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10 December 1999

On right trac for

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Almost a decade has

passed since production of

the MB-Trac ceased but now

a lookalike version called

the Trac is about to return

to the UK through East

Yorks company BassAgri.

Geoff Ashcroft drove the

first Trac model to reach

UK shores – the

160hp Trac 160

MB-TRAC enthusiasts should not be disappointed with the German-built Trac – it embodies everything that was the 1980s systems tractor icon, but in a 21st century package.

Among the specification of the Trac are a sprung front axle, 50kph road speed capability, front and rear linkage with dual speed ptos and a rear load platform – the latter mirrors the dimensions of that previously used by the MB-Trac.

But UK importer East Yorks-based BassAgri maintains the new Trac is not a direct replacement for the MB-Trac even though it retains its familiar looks. The Trac, claims the company, is a systems tractor for the next millennium.

BassAgri is initially majoring on the 160hp Trac 160, but a four-model range is destined for the UK. Models offering 90hp, 130hp and 190hp will be available by the middle of next year. All will use Mercedes engines.

Systems tractor enthusiasts will recall that LandTechnik Shonebeck (LTS) bought the design rights from Mercedes when production ceased. And production of Trac models now takes place in the LTS factory in Germany, though the company was taken over earlier this year by machinery maker Doppstadt. And along with the takeover, Dopp-stadt gained export rights for the tractor which were previously denied to LTS.

farmers weekly caught up with the UKs first official Trac 160 at Bishop Burton College, East Yorks, where trailer work with a 10-tonne dump trailer, gave an opportunity to put the 160hp machine to use.

Scaling the dizzy heights to the cab is straightforward and uncluttered. The Tracs cab uses a wide door, conveniently positioned grab handles and a series of wide steps which would not look out of place in a country mansion. Indeed, such access should suit operators with a leaning towards the rotund.

Once seated, operators are greeted with a bright, roomy cab which offers a flat and uncluttered floor. Extensive glazing affords a good view all round, helped by a high seating position. But looking for the rear pick-up hitch requires an extra pair of eyes.

Behind the seat, theres a recessed section of cab floor, where tools, sandwiches and flask could be stored.

After a quick familiarisation of controls, its time to put the Trac 160 to use. While the majority of controls can be conveniently found on the right-hand side console, the four-wheel drive and diff-lock switches are on top of the central dashboard and are partially obscured by the steering wheel.

Turning the key brings the 160hp Mercedes engine into life, and with full air pressure on the gauge – Trac uses wet disc brakes with air actuation on all four wheels – a gear is selected and the hand brake removed.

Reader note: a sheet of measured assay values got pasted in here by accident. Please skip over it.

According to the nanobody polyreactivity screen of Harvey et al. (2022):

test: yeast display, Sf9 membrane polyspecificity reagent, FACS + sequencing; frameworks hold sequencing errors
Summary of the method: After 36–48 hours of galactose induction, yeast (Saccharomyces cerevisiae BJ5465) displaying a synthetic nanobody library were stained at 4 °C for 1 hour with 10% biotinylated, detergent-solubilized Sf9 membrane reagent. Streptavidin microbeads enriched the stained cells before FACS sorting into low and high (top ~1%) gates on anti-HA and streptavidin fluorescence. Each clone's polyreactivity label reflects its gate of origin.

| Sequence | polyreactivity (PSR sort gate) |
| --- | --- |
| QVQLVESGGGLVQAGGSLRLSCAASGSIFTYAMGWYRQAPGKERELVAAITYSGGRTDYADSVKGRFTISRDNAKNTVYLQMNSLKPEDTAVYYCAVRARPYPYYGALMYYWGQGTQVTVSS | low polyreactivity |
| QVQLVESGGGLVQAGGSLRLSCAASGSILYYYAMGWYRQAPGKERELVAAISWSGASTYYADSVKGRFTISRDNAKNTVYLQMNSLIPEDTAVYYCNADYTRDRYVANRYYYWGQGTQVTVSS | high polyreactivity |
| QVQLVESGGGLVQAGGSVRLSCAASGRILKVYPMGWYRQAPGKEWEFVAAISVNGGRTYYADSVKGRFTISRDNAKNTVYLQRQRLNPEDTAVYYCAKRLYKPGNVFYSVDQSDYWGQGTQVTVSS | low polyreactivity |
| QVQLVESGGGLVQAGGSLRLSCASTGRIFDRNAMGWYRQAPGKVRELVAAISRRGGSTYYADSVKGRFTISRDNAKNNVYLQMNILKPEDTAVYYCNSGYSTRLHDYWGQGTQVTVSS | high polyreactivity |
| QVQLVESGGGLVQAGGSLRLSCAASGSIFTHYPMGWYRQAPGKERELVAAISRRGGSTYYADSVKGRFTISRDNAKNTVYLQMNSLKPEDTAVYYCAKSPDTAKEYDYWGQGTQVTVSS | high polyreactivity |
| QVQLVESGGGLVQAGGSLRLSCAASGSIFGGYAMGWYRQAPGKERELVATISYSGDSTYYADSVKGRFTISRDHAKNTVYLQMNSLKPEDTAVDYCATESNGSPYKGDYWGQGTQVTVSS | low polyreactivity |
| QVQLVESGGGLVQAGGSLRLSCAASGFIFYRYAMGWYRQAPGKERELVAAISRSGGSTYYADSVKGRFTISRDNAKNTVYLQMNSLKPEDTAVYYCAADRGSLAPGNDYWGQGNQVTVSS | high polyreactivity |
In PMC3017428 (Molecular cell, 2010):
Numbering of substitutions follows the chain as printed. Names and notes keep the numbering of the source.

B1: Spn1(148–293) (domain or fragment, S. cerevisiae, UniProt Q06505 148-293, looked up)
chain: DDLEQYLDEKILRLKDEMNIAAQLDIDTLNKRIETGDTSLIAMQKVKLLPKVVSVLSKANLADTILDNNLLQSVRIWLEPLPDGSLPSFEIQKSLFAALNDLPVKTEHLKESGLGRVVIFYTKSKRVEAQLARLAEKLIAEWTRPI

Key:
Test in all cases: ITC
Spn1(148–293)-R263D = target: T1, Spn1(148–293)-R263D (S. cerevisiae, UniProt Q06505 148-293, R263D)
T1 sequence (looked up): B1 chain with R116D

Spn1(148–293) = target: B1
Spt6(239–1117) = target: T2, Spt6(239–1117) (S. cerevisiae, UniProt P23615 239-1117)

As drive is taken up, the Trac lurches forward as weight is momentarily lifted off its front axle, with springs and dampers working overtime to cushion this drivers poor clutch control.

When using the transmissions six main speeds for road work, the unusual positioning of pedals calls for a degree of dexterity to juggle foot throttle, clutch pedal and gear lever if smooth and comfortable progress is to be achieved.

While the clutch pedal requires an excessive stretch of the left leg, the foot throttle sees the right leg almost bent in two, making conventional driving a touch uncomfortable.

But the ride is smooth, with gentle bouncing up front as bumps are easily absorbed. Powerful brakes give a reassuring knowledge that the seven-tonnes-plus tractor can be brought to a firm, but progressive halt from any speed.

Manoeuvrability, however, is not one of the Trac 160s strongest points when only the front axle steers – wide berths and plenty of shunting room are essential. Though recognising that equal wheel tractors really need four-wheel steering, BassAgri says four-wheel steering is available as an option.

Setting the hand throttle, then using the four-speed powershift provides very smooth gear changes – buttons on the front face of the gear lever with illuminated numbers on the dashboard, confirm powershift gear selection.

Shuttle buttons for forward/ reverse are also on the front of the gear lever and these allow the operator to preselect a direction change. As yet, there is no powershuttle function – the tractor must be brought to a halt and the clutch depressed to activate the direction change.

For safety, the shuttle selection needs confirming by simultaneously pressing a button on the backside of the gear lever when direction choice is made. And direction of travel is shown on the dashboard as illuminated arrows.

Tracs hydraulic system is managed by Bosch electro-hydraulic control, and four double-acting spool valves are fitted – two are mechanical with variable flow control, the third and fourth spools are electronically controlled via buttons in the end of the seat armrest. Raising and lowering the rear linkage can be carried out from the right-hand control console, or by buttons on the gear lever.

It seems that in the Trac 160 growers are presented with yet another choice of capable tractor. &#42


Model: Trac 160.

Engine: 160hp Mercedes-Benz six-cylinder turbo.

Transmission: ZF six-speed synchromesh box with four-speed powershift (24 forward/24 reverse).

Hydraulics: Load sensing with Bosch electro-hydraulic management.

Pto: 540/1000rpm.

List price: About £75,000.

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